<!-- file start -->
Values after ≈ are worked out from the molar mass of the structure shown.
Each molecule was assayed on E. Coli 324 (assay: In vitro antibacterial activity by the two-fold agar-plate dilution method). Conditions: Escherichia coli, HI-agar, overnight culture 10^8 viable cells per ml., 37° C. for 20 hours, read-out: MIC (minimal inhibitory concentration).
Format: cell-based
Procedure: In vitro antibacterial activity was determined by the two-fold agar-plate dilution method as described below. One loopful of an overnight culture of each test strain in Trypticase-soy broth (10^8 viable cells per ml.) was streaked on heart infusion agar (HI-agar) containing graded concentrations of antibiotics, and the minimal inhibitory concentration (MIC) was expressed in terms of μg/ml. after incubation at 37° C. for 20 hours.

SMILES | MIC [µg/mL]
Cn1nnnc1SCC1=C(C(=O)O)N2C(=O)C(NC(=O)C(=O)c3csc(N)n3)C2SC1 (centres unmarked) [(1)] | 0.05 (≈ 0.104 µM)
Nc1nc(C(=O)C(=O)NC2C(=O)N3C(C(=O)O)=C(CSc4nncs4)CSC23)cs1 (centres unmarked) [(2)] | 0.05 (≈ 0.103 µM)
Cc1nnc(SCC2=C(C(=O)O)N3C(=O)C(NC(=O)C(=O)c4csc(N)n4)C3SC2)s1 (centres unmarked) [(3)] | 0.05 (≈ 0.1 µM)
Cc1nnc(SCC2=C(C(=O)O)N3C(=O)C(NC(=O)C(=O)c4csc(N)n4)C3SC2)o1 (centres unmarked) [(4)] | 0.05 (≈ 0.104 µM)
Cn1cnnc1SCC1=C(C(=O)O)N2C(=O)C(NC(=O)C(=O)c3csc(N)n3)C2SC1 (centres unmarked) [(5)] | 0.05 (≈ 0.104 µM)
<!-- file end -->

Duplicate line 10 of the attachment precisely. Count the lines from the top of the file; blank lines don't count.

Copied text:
Cn1cnnc1SCC1=C(C(=O)O)N2C(=O)C(NC(=O)C(=O)c3csc(N)n3)C2SC1 (centres unmarked) [(5)] | 0.05 (≈ 0.104 µM)